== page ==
published order, so you should know how rare an
event this is. It is rare partly because of the titanic
stamina and skill required to play it all, and partly
because the most famous showpieces—like “Vallée
d’Obermann,” “Après une lecture du Dante,” and
the three pieces inspired by Petrarch sonnets—are
all over by the end of the second book. But it also
must be noted that the music gets strange in the
third book. The later pieces are less interested in
being overtly virtuosic, so pianists play them less
frequently. You feel in the last book that Liszt’s
attention has wandered from pieces calculated to
electrify a crowd to pieces that are introspective,
more interior, more self-questioning. You hear the
The third book contains some of the strangest,
most experimental music Liszt ever wrote. From
the radical harmonies of the “Villa d’Este” pieces,
to the proto-minimalist “Marche funèbre,” to the
heartbreaking directness of “Sunt lacrymae
rerum,” this book shows a very different
compositional focus than the first two.
What changed for Liszt to make this music so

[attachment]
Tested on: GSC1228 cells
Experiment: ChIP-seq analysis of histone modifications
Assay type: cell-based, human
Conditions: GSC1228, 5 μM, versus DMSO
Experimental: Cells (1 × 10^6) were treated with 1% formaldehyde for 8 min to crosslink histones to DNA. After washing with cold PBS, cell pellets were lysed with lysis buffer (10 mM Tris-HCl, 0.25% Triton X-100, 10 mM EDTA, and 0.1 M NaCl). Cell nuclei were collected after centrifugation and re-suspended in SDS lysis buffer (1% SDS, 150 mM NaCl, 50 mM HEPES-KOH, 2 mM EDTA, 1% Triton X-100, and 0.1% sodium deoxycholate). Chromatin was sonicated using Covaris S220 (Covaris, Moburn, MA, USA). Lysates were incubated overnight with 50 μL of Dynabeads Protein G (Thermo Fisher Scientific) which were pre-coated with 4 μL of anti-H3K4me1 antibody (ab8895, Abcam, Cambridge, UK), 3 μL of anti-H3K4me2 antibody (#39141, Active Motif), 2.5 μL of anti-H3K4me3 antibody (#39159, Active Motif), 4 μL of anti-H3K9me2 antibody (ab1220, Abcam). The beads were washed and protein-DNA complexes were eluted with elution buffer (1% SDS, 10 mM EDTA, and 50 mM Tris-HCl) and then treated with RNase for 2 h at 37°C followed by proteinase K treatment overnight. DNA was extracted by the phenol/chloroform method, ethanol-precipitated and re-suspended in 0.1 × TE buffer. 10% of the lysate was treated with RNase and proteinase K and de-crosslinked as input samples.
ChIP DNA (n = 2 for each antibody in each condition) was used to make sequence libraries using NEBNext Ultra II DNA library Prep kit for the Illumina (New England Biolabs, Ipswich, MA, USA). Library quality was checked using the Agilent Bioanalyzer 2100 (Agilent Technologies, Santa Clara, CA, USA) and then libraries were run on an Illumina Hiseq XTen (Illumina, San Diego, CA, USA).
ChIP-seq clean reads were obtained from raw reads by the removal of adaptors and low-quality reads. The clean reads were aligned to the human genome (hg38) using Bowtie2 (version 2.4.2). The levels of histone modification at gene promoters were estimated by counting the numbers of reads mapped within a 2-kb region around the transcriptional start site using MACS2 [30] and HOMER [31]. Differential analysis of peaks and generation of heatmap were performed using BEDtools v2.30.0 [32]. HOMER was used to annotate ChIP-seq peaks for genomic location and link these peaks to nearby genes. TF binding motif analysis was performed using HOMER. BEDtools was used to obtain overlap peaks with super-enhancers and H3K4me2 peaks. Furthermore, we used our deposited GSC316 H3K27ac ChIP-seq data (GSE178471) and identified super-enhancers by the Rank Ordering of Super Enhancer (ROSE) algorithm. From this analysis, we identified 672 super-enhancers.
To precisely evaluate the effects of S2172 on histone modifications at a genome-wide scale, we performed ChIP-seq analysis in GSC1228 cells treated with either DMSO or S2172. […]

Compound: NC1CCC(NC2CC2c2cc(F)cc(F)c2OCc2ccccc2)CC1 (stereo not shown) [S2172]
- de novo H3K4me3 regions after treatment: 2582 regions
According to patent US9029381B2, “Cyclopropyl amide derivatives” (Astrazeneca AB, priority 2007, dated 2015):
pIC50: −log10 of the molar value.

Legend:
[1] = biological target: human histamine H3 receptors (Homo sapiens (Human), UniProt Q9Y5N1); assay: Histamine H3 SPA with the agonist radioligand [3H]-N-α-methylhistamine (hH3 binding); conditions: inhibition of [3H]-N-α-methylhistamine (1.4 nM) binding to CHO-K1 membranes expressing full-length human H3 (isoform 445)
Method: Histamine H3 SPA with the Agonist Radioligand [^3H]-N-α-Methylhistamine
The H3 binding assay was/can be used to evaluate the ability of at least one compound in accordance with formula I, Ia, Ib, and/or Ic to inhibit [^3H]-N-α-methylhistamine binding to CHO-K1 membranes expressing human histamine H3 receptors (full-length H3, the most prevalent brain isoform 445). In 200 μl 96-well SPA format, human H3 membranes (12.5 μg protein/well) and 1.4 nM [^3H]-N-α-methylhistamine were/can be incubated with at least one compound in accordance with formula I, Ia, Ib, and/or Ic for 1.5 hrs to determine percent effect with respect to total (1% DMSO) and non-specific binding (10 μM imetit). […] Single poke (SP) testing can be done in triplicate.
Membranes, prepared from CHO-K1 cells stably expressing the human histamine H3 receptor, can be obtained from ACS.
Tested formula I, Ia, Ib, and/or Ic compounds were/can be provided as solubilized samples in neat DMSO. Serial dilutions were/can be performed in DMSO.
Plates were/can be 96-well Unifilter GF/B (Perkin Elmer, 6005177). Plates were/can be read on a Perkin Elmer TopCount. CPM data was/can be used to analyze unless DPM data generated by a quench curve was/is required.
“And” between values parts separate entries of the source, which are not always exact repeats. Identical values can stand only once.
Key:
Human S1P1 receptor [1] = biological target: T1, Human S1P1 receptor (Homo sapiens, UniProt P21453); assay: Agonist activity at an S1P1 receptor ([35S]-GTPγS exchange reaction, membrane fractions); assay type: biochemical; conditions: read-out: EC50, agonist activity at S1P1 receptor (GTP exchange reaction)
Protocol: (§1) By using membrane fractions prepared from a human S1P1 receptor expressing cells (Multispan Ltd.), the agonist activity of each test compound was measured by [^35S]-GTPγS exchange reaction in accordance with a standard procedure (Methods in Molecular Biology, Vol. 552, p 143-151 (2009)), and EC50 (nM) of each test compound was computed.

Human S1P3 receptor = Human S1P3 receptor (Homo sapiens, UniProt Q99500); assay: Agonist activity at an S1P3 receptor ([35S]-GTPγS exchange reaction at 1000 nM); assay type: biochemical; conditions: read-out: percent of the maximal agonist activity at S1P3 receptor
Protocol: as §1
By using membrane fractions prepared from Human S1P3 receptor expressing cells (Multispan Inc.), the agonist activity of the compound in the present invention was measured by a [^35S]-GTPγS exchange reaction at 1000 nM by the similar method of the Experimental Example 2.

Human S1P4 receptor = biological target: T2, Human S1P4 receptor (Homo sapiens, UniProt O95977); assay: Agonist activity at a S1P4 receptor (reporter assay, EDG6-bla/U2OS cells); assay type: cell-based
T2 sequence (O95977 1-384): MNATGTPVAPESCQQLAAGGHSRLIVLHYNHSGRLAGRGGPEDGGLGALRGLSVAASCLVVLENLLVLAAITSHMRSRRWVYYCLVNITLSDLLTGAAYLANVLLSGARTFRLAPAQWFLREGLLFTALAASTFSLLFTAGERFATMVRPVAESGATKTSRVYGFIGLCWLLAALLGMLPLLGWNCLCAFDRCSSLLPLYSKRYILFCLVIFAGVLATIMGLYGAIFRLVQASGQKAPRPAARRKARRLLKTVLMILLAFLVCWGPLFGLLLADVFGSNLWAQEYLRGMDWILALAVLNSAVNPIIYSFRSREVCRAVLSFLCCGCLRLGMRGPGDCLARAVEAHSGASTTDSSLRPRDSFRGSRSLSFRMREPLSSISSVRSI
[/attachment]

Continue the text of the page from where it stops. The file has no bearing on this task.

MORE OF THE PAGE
introspective and so bizarre? Part of it may have
been that later in life, when he gave up touring as a
virtuoso, he gave up needing to write the kind of
music a touring virtuoso needs to play—music that
impresses and shocks and wows a crowd with
fireworks and acrobatics.
It may also have been that what happened to Liszt
was Wagner, to whom Liszt was deeply connected.
By the time Wagner’s opera Tristan und Isolde
pulled the rug out from under the traditional
harmonic landscape of Western classical music,
Wagner was already having an affair with Liszt’s daughter Cosima, whom he eventually
married. Liszt became heavily involved in the
promotion of Tristan, making a piano transcription
of the “Liebestod” that helped spread its fame
throughout Europe. Could Wagner’s radical
approach to harmony and form have convinced
Liszt that he was now old and out of fashion?
I keep thinking about how, in the years of
serialism’s zenith, older composers as diverse as
Stravinsky, Copland, and Shostakovich felt
compelled to try their hands at it, since the young
composers of the world were so convinced. An old
composer might look for signs that he or she
belongs to another era, and then feel compelled to
change. Perhaps it is significant that all the music
in the last book of Années was written after the
premiere of Tristan und Isolde.
Or maybe he was just slowing down. I can’t help but
be moved when I hear the tremolo in the left hand
of “Sursum corda,” the last movement of the last
book. When Liszt was a young virtuoso, he had no
trouble generating energy with his left hand—
“Orage,” from the first book, has one of the most
fiery and intricately virtuosic left hand parts in all